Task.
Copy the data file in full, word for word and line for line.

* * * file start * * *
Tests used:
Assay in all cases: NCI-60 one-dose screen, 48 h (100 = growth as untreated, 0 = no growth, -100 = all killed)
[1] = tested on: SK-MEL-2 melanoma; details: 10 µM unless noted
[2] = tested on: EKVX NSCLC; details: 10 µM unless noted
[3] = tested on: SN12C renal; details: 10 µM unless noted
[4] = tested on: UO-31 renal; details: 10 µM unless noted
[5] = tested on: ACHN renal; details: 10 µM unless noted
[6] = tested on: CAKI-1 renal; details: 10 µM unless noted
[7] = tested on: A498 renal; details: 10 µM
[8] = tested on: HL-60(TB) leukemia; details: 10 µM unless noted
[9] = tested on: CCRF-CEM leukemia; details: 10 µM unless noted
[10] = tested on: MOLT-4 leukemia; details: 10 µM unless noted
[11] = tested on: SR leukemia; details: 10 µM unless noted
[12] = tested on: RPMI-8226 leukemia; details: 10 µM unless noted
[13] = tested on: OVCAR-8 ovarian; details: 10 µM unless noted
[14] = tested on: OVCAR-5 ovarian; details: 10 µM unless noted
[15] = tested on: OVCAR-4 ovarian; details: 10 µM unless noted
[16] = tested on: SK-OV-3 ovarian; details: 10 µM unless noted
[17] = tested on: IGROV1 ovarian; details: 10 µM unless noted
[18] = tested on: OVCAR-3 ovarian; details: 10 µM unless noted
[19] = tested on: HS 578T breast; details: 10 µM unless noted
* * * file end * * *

Tests used:
Assay in all cases: NCI-60 one-dose screen, 48 h (100 = growth as untreated, 0 = no growth, -100 = all killed)
[1] = tested on: SK-MEL-2 melanoma; details: 10 µM unless noted
[2] = tested on: EKVX NSCLC; details: 10 µM unless noted
[3] = tested on: SN12C renal; details: 10 µM unless noted
[4] = tested on: UO-31 renal; details: 10 µM unless noted
[5] = tested on: ACHN renal; details: 10 µM unless noted
[6] = tested on: CAKI-1 renal; details: 10 µM unless noted
[7] = tested on: A498 renal; details: 10 µM
[8] = tested on: HL-60(TB) leukemia; details: 10 µM unless noted
[9] = tested on: CCRF-CEM leukemia; details: 10 µM unless noted
[10] = tested on: MOLT-4 leukemia; details: 10 µM unless noted
[11] = tested on: SR leukemia; details: 10 µM unless noted
[12] = tested on: RPMI-8226 leukemia; details: 10 µM unless noted
[13] = tested on: OVCAR-8 ovarian; details: 10 µM unless noted
[14] = tested on: OVCAR-5 ovarian; details: 10 µM unless noted
[15] = tested on: OVCAR-4 ovarian; details: 10 µM unless noted
[16] = tested on: SK-OV-3 ovarian; details: 10 µM unless noted
[17] = tested on: IGROV1 ovarian; details: 10 µM unless noted
[18] = tested on: OVCAR-3 ovarian; details: 10 µM unless noted
[19] = tested on: HS 578T breast; details: 10 µM unless noted